Article written by Natalie Lassen, founder of NappyLuxe premium cloth nappies.
With the weather being cooler and wetter during winter, those of us who choose to line dry clothes and reusable nappies start to notice everything taking that much longer to dry.
During summer in Australia, everything can dry in a matter of hours in full sun.
Cue winter and freezing temperatures in some states: hours can turn into days. This can be especially frustrating for those who don’t have access to an electric dryer.
Cloth nappy inserts in particular can take a while to dry, this is because in order for the inserts to hold lots of liquid, they need to consist of multiple layers of material.
Some inserts can be made of up to six layers of absorbent material sewn together, unlike most of our clothing which usually consists of just one or two layers.
In short, the more absorbent your nappy inserts are, the longer they may take to dry naturally.
The good news is that there are plenty of ways to speed up the drying process, to enable you to have a constant rotation of cloth nappies to keep your little one going all year round.
You can apply some of these tips to the rest of your laundry too – ensuring you’re never left with damp clothing for too long.
Here are our top seven tips for using cloth nappies in winter:
- Hang your nappies on a clothes horse inside. Just by bringing clothing inside into the warmer air, you’ll be surprised how quickly everything dries compared to hanging outside.
- Be smart about where you place your indoor clothes horse – if you’ve got a heater or fan running, place your clothes horse nearby to further speed up the drying process. Be sure not to place it too close to a heater though, both for fire safety and to ensure the heat doesn’t damage the water-resistant layers of the nappy covers.
- Switch to trifolds or thinner inserts that are folded, these dry considerably quicker than a smaller, thicker insert.
- Have more inserts than nappy covers in your nappy stash. Typically the nappy covers don’t take any longer to dry than your other clothing, so these are dry and ready to use again relatively quickly. With the inserts, having extra ones to hand to rotate in means you can allow your inserts the extra drying time they need without worrying about running out of nappies. You can of course also opt to just have a larger nappy stash too.
- Use the electric dryer. Nappy covers shouldn’t go in the dryer, only the inserts, but the covers themselves don’t take long to dry anyway. Those wanting to minimise their use of the dryer for environmental or financial reasons, can line dry for a day then transfer into the dryer to simply finish off the process, meaning the dryer only needs to run for around 30 minutes rather than several hours. Another tip is to place a clean, dry towel in the dryer with the inserts which also helps to speed up the process. Those who don’t have access to an electric dryer in their home can still make use of this option by visiting their local laundromat – just remember to have the required coins to hand. One final tip on keeping costs down while using the dryer in your home – be smart about what time you use it. Those who have solar should try to use it in the middle of the day when electricity is free. Those who don’t have solar can check with their energy provider when peak and off-peak energy times are, and try to avoid using the dryer during expensive peak hours. Late afternoon and early evening when people are arriving back from school or work tend to be the most expensive times to use large appliances. If you are in the market for a new electric dryer, you might find that choosing one with a better energy efficiency rating will cost more in the short-term but save money in the long run.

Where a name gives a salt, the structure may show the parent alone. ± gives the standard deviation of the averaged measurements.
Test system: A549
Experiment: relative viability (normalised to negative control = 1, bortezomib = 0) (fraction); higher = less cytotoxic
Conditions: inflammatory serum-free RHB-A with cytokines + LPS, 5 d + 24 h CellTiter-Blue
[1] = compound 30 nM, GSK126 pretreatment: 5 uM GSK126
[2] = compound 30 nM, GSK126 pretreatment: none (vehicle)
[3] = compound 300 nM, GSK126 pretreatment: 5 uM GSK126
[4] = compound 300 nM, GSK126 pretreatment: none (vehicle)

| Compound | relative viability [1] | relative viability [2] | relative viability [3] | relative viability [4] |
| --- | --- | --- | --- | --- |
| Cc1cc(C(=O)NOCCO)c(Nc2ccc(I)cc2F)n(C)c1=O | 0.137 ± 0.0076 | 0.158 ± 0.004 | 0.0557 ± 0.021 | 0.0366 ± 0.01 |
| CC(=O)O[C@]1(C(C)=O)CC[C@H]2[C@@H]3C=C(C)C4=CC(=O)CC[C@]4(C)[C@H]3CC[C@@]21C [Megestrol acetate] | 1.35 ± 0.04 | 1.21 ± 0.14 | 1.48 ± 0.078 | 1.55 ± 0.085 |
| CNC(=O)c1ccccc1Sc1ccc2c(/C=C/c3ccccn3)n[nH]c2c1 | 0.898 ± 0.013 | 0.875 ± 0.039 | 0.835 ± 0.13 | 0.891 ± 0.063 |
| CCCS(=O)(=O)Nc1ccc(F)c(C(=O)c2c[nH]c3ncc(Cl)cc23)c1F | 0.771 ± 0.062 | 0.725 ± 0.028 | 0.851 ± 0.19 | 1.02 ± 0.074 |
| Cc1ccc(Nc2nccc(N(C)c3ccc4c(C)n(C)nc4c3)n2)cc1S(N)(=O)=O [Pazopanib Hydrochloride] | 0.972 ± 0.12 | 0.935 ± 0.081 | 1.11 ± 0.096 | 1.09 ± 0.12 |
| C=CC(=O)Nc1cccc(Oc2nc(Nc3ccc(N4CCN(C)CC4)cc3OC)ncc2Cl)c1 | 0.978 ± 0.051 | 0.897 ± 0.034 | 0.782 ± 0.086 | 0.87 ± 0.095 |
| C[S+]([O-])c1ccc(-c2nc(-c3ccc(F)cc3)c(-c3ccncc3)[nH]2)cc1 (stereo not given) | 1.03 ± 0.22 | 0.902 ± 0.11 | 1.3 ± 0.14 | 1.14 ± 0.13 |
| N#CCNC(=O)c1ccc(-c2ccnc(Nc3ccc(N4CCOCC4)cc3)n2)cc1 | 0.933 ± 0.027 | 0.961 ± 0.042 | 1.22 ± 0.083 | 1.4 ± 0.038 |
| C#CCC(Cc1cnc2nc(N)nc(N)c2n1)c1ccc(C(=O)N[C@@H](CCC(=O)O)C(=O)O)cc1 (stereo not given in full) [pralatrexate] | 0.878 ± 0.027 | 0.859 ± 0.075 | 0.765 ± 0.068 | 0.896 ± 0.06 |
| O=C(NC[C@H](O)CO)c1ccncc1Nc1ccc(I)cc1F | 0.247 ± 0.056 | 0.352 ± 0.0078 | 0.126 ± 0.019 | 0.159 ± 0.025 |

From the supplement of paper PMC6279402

- Reduce the time between your washes. If you usually wash every 3 or 4 days, you can always reduce the time between main washes and wash more regularly. This helps by continually rotating fresh nappies back into your stash. This is another good option for those who don’t have access to a dryer.
- Size up in clothing. This final tip doesn’t relate to drying time, but it’s a relevant tip for those who are used to having their baby crawl around in a dress with no pants over their cute cloth nappy in summer – when winter arrives and you’re suddenly needing to wrap up your baby in multiple layers, we recommend sizing up for pants and bodysuits. Cloth nappies are generally a little more bulky compared to their single use disposable counterparts; by sizing up clothes, you ensure they fit comfortably and don’t cause any compression leaks from a tight waistband.
Those are our top tips for using cloth nappies in winter, to keep you going with a continual supply of clean and dry cloth nappies for your baby.
To get in touch with Natalie at NappyLuxe visit https://nappyluxe.com.au/